An infectious retroviral particle contains 1000–1500 molecules of the nucleocapsid protein (NC) that cover the diploid RNA genome. NC is a small zinc finger protein that possesses nucleic acid chaperone activity that enables NC to rearrange DNA and RNA molecules into the most thermodynamically stable structures usually those containing the maximum number of base pairs. Thanks to the chaperone activity, NC plays an essential role in reverse transcription of the retroviral genome by facilitating the strand transfer reactions of this process. In addition, these reactions are involved in recombination events that can generate multiple drug resistance mutations in the presence of anti-HIV-1 drugs. The strand transfer reactions rely on base pairing of folded DNA/RNA structures. The molecular mechanisms responsible for NC-mediated strand transfer reactions are presented and discussed in this review. Antiretroviral strategies targeting the NC-mediated strand transfer events are also discussed.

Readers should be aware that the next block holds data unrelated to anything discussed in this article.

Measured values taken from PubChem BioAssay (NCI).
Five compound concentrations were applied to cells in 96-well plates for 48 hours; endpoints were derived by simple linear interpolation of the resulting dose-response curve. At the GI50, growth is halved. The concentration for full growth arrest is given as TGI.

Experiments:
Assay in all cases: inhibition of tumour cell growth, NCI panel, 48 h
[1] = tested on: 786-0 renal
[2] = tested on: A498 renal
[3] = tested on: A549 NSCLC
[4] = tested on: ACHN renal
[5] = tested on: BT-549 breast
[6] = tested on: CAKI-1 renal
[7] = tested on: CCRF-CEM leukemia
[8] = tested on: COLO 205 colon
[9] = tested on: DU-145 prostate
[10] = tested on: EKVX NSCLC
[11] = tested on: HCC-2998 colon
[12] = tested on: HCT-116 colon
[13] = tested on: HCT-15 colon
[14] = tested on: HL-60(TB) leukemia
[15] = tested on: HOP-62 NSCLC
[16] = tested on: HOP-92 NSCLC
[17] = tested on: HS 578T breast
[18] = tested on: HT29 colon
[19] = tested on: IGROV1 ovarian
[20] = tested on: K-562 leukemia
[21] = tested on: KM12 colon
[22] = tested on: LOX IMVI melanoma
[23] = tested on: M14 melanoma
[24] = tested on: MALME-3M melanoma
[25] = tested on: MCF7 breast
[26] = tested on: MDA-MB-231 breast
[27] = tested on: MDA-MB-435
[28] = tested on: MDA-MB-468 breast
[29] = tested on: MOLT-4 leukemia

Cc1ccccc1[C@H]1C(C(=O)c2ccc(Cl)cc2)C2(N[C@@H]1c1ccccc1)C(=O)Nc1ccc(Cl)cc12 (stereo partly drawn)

René, B., Mauffret, O., & Fossé, P. (2018, December 1). Retroviral nucleocapsid proteins and DNA strand transfers. Biochimie Open. Elsevier B.V. https://doi.org/10.1016/j.biopen.2018.07.001